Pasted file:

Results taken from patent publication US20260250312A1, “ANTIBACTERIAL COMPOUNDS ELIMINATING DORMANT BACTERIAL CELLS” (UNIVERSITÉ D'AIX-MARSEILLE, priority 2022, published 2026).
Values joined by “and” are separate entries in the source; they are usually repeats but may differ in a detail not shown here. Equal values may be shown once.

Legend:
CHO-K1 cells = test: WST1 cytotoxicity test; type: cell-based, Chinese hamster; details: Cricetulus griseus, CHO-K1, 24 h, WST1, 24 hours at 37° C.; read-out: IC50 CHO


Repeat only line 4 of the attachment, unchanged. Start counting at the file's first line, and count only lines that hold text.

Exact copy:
CHO-K1 cells = test: WST1 cytotoxicity test; type: cell-based, Chinese hamster; details: Cricetulus griseus, CHO-K1, 24 h, WST1, 24 hours at 37° C.; read-out: IC50 CHO